Two Histories Analyzed

The Killer Angels, by Michael Shaara, reminded me of the stories I heard about the Korean War. The political conflicts split up the nation in two.

Both the Civil War and the Korean War led to the separation of numerous families and friends – neighbors were pointing guns at each other and millions were dying off everyday for years. As I read this book, I questioned the values, objectives, and causes for the war, as well as the sacrifices the people made for the war. Joshua Lawrence Chamberlain, Colonel of the 20th Maine Infantry Regiment, made huge sacrifices for the sake of the war. He was an amazing intellect; he was great at school, he could sing very well, and he spoke seven different languages. As the war broke out, he lied to his school, Bowdoin College, that he is going on a Sabbatical to France, then joined the Union Army to fight in the War.

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So many intellects like Josh Chamberlain gave up their talents, careers, and the nation’s bright future for the sake of war. As his brother, Thomas Chamberlain, joined the army as well, Josh got more weight on his shoulders. Other than taking care of his men, he now also had to take care of his own brother. Although Chamberlain acted calm and composed in front of his younger brother, he knew that he would one day have to send his own brother to death. Leaders like Joshua had to let go of personal ties and relationships, even their own family members, in order to win the war. Comrades and friends turned their backs and pointed guns at each other as well.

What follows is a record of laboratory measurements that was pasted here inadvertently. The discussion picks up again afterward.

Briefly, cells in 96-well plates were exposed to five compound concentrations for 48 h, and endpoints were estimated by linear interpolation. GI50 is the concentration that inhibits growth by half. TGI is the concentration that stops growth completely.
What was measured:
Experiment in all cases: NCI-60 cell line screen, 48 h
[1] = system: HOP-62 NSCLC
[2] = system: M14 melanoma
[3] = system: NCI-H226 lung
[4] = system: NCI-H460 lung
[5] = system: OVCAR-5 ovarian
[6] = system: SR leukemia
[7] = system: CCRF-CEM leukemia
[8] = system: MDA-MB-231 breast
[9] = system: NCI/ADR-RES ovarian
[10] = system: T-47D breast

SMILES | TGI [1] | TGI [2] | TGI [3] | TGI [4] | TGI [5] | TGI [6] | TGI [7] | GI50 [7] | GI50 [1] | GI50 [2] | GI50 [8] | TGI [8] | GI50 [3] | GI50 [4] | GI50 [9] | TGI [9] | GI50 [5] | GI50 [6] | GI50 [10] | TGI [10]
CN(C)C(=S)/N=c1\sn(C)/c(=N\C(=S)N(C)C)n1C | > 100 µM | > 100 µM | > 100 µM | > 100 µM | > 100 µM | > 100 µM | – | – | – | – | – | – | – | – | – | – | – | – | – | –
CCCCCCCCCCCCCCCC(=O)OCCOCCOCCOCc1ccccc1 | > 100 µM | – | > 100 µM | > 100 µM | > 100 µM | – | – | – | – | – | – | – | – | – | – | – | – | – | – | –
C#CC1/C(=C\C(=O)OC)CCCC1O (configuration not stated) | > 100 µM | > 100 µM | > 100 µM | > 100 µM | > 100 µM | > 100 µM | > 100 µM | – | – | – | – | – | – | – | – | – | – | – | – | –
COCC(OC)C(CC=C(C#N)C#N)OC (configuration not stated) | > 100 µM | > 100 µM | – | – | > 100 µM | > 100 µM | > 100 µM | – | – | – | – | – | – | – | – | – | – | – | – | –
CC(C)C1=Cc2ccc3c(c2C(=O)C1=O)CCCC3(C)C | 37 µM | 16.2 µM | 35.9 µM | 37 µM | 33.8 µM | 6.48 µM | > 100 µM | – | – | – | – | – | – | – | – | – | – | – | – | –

Lew Armistead and Winfield Hancock were old friends – the two served together at the New San Diego Garrison under Albert Sidney Johnston. As the war broke out, Hancock joined the Union whereas Armistead joined the Confederacy. The camaraderie between soldiers is an eternal bond like no other; to take opposing sides at war knowing they will face with guns pointed at each other is a terrible feeling. As Armistead left to join the Confederacy, he said to Hancock, “Hancock good-by; you can never know what this has cost me, and I hope God will strike me dead if I am ever induced to leave my native soil, should worse come to worse”. The war split the two apart forever, and they faced each other on the third day of the Battle of Gettysburg.

As Armistead and Garnett charged at Hancock and his troops, both Hancock and Armistead were severely injured. Armistead died due to the injury, and as he lied on the battlefield, As Armistead was lying on the field, injured, he told Bingham, “Tell General Hancock for me that I have done him and you all an injury which I shall regret the longest day I live”. Hancock’s grievances show us how hard it would have been for him to fight against one of his best friends. The Civil War gave hope and freedom to many, and in the long run helped America become the symbol of freedom. However, it came with a huge cost – not only huge economic costs, but also the huge sacrifices that numerous people made.